Avatar’s creator hopes to direct the first movies shot on Mars.
- By Tony Reichhardt
- AirSpaceMag.com, March 23, 2010
The day after he won two Golden Globes for making the top-grossing film of all time, Avatar director James Cameron was in the NASA Administrator’s office, describing the scene he’d really like to shoot:
“The camera is looking down at the Mars rover,” recalls Mike Ravine, who was in the meeting. “You can see the sample arm off to one side, and we pan up and see Mars in front of us. We’re rolling slowly along the surface. We pan back slowly so we see Mars going by, then look back at the tracks of the rover going off to the horizon behind us—in 3-D.”
As Cameron talked, Ravine looked around at the faces of the gathered NASA officials, “and everybody in the room was nodding, clearly thinking, “Oh, yeah.”
Now the developers of the Mastcam camera for the Mars Science Laboratory (MSL), NASA’s next Mars rover, are trying to make Cameron’s dream come true. They’re in a race to build a zoom 3-D camera—the kind NASA originally selected for the mission, then scrapped as a cost-cutting measure—in time for its October 2011 launch. Actually, the camera needs to be finished by this December, in time to be tested on the rover. Ravine, Advanced Projects Manager at Malin Space Science Systems, the San Diego-based company building the camera, says it’s doable, but just barely. “The first thing I think of when I wake up every morning is, ‘Oh my god, I wish we had more time.’ ”
Restoring the zoom capability would allow the camera to take wide-angle, 3-D video from a perspective comparable to what a person would see walking around Mars. Cameron is included as a co-investigator for Mastcam, which is unusual for a non-scientist. Michael Malin, the camera's principal investigator, invited him to join the project in 2003. Malin knew Cameron through Ravine, who had worked with the director on earlier plans for a commercial moon mission called BlastOff!—forerunner to today’s Google Lunar X-Prize (which Cameron also has an interest in). The director, whose credits include Titanic, the second-highest grossing film ever, has a long association with the real space program, having served on NASA’s Advisory Board and lobbied—unsuccessfully—to fly cameras on the space station.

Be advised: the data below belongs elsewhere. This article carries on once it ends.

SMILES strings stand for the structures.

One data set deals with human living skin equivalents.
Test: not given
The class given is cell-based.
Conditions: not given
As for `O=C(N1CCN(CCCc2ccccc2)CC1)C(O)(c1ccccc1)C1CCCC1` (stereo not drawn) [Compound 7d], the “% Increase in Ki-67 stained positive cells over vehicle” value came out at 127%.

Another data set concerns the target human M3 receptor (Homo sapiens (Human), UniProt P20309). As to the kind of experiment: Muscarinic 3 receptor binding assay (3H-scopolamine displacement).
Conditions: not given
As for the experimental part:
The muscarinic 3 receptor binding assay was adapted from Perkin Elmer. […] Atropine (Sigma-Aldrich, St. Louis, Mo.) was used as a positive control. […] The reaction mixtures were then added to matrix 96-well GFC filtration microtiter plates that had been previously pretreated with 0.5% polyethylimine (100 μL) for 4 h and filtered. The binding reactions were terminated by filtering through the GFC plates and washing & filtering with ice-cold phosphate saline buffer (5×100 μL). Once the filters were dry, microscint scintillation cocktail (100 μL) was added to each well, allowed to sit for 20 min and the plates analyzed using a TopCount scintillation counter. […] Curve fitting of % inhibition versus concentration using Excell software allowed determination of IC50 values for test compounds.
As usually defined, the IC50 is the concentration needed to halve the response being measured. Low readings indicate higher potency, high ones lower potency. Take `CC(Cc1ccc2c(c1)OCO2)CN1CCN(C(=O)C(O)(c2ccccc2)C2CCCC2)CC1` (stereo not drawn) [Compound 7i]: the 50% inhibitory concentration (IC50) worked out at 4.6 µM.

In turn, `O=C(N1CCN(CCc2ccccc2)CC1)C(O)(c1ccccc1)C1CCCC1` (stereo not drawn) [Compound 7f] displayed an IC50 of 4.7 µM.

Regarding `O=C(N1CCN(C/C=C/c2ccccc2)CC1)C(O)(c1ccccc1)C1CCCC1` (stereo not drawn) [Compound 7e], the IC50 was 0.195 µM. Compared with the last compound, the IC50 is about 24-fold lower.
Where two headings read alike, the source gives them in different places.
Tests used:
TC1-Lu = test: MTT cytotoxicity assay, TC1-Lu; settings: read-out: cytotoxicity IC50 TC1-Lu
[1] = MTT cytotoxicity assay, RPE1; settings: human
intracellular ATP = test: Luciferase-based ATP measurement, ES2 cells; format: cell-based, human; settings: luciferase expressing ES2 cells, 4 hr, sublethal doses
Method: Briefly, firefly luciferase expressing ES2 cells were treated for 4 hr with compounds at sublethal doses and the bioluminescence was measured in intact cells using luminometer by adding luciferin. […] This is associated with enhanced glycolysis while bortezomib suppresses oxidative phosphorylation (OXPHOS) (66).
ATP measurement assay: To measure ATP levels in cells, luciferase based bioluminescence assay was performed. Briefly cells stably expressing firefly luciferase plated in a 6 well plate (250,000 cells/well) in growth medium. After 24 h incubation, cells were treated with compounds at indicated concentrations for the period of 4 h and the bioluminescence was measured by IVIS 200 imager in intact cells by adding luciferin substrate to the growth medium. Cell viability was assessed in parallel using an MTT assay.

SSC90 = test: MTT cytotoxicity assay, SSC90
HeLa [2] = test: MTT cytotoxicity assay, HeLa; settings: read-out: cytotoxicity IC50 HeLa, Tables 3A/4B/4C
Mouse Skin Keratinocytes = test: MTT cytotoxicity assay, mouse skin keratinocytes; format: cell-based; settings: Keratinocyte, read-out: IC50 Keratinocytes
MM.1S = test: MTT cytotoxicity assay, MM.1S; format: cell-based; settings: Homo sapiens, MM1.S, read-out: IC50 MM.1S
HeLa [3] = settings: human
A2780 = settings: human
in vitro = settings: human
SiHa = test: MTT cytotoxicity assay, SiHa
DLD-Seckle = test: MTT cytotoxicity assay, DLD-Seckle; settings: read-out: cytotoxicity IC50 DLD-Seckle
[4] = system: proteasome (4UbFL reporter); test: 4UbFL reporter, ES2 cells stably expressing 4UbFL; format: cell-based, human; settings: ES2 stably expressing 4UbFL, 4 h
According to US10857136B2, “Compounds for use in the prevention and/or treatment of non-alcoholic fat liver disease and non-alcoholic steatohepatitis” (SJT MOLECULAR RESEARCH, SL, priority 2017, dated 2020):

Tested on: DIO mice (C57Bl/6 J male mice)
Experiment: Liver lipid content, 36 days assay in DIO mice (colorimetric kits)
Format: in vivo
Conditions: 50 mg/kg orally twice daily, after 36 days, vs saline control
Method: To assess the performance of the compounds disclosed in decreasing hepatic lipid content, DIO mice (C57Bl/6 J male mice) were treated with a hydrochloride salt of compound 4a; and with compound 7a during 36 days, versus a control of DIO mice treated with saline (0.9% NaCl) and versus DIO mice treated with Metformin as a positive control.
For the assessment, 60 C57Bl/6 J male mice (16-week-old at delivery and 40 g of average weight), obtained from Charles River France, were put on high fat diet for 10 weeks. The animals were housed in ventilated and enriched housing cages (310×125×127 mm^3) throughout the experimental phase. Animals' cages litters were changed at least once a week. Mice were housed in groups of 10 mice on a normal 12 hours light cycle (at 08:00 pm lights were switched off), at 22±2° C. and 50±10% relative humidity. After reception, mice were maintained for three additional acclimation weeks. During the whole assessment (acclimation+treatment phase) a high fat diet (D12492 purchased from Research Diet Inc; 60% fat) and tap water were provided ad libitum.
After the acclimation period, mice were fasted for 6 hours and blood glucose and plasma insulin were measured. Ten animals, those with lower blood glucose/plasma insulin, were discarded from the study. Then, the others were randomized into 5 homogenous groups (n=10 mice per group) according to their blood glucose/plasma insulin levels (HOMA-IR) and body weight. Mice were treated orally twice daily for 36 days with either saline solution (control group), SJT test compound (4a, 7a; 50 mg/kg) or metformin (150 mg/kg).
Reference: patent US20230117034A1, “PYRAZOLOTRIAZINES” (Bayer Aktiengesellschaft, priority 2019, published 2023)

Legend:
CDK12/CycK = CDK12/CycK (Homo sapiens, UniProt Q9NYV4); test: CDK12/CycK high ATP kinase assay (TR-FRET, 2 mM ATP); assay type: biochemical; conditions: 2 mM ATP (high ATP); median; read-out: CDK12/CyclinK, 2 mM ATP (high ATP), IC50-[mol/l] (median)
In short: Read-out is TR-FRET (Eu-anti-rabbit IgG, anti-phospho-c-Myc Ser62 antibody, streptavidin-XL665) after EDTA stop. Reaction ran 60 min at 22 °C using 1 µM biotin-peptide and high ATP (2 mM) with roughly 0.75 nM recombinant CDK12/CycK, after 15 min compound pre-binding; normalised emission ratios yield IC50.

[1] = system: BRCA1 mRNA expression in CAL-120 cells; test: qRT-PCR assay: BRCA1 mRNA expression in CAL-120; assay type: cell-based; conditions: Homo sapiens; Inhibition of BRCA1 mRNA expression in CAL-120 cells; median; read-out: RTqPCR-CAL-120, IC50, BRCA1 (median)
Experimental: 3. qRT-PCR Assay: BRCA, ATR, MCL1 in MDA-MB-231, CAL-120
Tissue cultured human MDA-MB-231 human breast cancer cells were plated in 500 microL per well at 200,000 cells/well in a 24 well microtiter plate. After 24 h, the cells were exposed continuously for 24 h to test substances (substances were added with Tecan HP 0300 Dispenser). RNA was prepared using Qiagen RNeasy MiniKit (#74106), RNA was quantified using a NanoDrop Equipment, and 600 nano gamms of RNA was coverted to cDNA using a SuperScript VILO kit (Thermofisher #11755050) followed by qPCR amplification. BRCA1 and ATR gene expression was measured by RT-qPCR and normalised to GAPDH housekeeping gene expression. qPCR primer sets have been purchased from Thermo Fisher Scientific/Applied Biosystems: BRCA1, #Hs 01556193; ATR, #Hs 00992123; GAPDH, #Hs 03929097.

As a Mastcam co-investigator, he was on track to direct the first movie scenes shot on another planet. Then the MSL, which is larger and more complex than the Spirit and Opportunity rovers now on Mars, ran into money problems. The project’s price tag rose from $1.64 billion to $2.3 billion, and when the costs seemed out of control in 2007, NASA insisted on cuts, one of which was replacing the binocular zoom Mastcam with a simpler instrument that has two “eyes” of fixed, but different, focal lengths. The “descoping” of Mastcam saved about $1.5 million. When work stopped on the zoom version, Ravine figures the camera was about 80 percent complete.
He and his colleagues heaved a sigh and went to work finishing the scaled-down camera, which they recently delivered to the Jet Propulsion Laboratory in California, NASA’s center in charge of the MSL. But they preserved the option of building a zoom camera by going ahead with the purchase of critical camera parts, including small motors used for the zoom assembly, just in case circumstances changed. And when, in 2008, NASA slipped the MSL launch date two years to 2011, they saw an opportunity.
At the time, Cameron was immersed in making Avatar. But in January of this year, he and Ravine met with NASA Administrator Charles Bolden and other agency officials to make their case for replacing the fixed-focus Mastcam with the original zoom version. There is little risk to NASA. The fixed Mastcam is already built and delivered, and will fly on MSL as planned if the zoom version doesn’t come together in time. But if it does, and if it passes qualification tests without holding up the MSL schedule, it could be swapped onto the rover. The plan has passed preliminary technical reviews, and NASA is paying $5 million to construct the zoom camera, which would cost another $2 million to $3 million to install. “Nobody has promised anything,” says Ravine, but the space agency is “supportive and enthusiastic.”